– Caidyn


  7. hey may, thank you for writing this post! i agree with all of those, especially the privacy part. i am a private person in real life, having to share my experience to validate my feelings is not something i enjoy feelings. i think the pressure is especially present in the lgbtq+ community, not only to the bookish community, but i’ve seen the pressure to come out to validate someone’s experience on other community too! especially in hollywood, the most recent one is lee pace being forced to came out. it’s something that always bugged me, why do people feel the need to intrude someone’s privacy for the sake of validity.

    and also about getting everything right. each! experience! is! different! i heard a lot of people say that crazy rich asians stereotypes asian family with how meddling they are. it saddens me because guess what? my family is exactly like that. it makes me feel invalidated. i really hope people realize that just because it doesn’t represent them, doesn’t mean it does not represent others! about the pressure of writing ownvoices books, i never noticed nor seen it, but i really hope publishers give marginalized authors equal chance to write and not only because ownvoices stories are currently “the trend” that they give us the chance.


  8. I completely agree with so many of the points here. I would say that I’m an ownvoices reviewer, but then again, I can’t really find anything problematic with Filipino representation when there are no Filipino characters in books, buuuuuut that’s a story for another day. (I’m still salty, sorry.)
    The pressure on authors is unreal – I’ve seen my bi friend attempt to write a book that included a gay couple as the main focus, and people tried to challenge her sexuality, telling her that she was just gay and to stop “pretending” she was attracted to boys, which is just!! so!! disgusting!! to me. People are not the art they create, and ownvoices authors shouldn’t have to always always always write books specifically about their marginalisations. Like you said, gross.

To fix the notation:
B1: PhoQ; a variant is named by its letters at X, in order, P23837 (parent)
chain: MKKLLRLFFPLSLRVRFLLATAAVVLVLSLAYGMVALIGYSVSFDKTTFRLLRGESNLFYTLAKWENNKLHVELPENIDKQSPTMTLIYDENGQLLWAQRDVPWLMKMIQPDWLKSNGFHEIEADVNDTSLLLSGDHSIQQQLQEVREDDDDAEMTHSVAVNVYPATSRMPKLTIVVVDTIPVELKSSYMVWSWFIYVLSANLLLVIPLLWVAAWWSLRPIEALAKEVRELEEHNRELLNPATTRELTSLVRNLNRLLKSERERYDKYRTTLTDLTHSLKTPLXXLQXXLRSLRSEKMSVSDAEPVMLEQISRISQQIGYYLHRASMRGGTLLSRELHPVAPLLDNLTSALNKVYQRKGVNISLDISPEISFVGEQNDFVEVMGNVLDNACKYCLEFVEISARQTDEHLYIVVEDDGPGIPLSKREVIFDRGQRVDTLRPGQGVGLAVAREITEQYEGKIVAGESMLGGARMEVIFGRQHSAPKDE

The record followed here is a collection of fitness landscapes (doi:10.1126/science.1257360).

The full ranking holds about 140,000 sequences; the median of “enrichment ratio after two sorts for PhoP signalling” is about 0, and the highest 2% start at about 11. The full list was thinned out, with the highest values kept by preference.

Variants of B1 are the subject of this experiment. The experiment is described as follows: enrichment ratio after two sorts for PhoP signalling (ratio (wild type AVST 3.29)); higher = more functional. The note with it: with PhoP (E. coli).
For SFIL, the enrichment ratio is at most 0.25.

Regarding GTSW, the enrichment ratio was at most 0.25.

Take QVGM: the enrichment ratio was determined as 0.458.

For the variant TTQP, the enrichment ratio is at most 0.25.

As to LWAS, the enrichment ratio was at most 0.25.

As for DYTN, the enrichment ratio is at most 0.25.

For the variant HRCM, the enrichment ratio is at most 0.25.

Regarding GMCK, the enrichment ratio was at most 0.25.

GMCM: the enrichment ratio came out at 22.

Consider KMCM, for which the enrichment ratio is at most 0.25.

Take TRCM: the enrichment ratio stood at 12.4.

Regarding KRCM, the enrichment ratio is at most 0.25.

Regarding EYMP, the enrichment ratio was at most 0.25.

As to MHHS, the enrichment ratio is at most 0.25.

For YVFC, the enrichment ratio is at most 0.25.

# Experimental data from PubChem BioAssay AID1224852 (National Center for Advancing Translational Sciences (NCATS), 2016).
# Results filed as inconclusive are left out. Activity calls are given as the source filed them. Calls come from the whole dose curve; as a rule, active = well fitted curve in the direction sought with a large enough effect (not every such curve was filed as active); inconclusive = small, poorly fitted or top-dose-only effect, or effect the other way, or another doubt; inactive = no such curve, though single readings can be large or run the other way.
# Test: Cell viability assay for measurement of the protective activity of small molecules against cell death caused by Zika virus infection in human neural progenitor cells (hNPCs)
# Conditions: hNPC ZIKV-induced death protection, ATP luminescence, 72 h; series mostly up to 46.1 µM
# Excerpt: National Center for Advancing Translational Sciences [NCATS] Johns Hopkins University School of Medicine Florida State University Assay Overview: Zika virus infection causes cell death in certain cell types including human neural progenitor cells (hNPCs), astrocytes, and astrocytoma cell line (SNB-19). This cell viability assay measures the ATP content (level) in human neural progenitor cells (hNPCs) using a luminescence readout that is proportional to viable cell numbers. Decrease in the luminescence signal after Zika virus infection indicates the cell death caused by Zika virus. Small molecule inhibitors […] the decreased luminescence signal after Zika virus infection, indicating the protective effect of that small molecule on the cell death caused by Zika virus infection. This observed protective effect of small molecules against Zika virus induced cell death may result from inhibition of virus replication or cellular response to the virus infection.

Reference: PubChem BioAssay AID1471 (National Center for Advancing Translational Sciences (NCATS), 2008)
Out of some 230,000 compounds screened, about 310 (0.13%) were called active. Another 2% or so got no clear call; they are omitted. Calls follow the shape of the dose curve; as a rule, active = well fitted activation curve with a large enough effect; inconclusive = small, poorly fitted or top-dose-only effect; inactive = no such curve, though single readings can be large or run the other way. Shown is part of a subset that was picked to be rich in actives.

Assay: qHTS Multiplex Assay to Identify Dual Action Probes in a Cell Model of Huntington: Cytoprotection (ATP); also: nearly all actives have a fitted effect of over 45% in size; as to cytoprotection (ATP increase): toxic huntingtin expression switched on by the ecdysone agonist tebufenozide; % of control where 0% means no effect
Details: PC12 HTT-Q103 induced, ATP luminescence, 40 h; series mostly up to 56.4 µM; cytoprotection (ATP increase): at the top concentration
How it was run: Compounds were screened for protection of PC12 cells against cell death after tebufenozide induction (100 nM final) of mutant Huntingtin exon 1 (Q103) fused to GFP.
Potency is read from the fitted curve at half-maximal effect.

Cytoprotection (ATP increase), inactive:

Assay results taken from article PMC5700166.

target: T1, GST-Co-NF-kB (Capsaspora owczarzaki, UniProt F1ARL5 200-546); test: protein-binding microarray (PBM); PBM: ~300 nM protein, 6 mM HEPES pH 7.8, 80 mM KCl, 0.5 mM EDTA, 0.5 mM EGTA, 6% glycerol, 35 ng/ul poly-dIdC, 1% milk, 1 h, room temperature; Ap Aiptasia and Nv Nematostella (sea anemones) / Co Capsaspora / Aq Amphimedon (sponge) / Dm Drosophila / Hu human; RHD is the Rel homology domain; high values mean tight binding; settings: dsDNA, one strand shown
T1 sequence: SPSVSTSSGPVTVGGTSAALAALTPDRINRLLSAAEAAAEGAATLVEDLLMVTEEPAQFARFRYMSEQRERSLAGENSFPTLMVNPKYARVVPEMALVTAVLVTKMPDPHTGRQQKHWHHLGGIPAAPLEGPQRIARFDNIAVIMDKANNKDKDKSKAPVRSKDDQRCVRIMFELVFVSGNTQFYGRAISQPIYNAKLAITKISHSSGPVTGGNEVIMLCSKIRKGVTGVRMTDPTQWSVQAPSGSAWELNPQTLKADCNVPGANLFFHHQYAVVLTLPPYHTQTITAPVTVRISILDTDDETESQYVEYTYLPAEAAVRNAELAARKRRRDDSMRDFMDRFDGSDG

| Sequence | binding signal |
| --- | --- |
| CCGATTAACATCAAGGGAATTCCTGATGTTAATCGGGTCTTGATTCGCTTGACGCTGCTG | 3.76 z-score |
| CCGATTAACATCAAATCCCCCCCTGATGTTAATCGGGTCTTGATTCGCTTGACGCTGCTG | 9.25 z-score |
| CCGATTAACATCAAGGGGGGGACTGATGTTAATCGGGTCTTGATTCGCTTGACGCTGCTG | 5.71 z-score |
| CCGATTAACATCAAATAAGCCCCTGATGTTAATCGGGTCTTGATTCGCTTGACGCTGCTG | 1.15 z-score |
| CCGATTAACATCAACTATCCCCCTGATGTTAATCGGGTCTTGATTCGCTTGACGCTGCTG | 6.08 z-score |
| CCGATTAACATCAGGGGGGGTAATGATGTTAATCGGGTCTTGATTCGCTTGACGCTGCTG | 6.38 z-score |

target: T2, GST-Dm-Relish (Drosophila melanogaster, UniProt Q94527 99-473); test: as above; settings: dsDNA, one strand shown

And the pressure on people to come out/have no privacy is so awful. I can’t imagine going through that. We should really work towards supporting OV authors and respecting their privacy, but sometimes it’s a little hard when everyone’s so quick to assume and judge.
    Sorry for my salt. I just get angry.<3


  9. Haha omg there are only a few comments here so far but they’re so long – I pray for you May, you might want to get a bowl of mangoes cause you’ll be here for a while answering comments xD I’ll try and keep this short and to-the-point. I LOVE YOU FOR THIS (i mean, i loved you before but especially now). I’ve seen people on twitter, especially, asking authors things about their sexuality and religion, mental health, etc. etc. because they want to know if their book classifies as own voices so they can decide how to label the book on the scale of not very problematic to HAZARD THIS IS VERY PROBLEMATIC BECAUSE THIS DOES NOT ACCURATELY REPRESENT ____ AND/OR ____ bECAUSE PERSON 1 SAID SO.
    Like. Um. No? For all of the reasons you stated in your review. This is why when everyone flocks to one blogger they know is chinese/muslim/black/etc. i kinda cringe a bit because they can’t say if the rep is necessarily ‘good’ or not because the characters in the book could be very different than them.
    Anyway, yeah, great post!! (and i noticed your usage of a kpop gif, that made my day 😀 )


  10. I have never ever been so excited about one of your posts before, oh my gosh. i honestly agree with everything in this post; thank you so much for writing this. you have literally spoke my mind. i’m probably going to leave a super long comment on here later but for now, just know that i really appreciate this post and i’m so glad you tackled this topic SO well.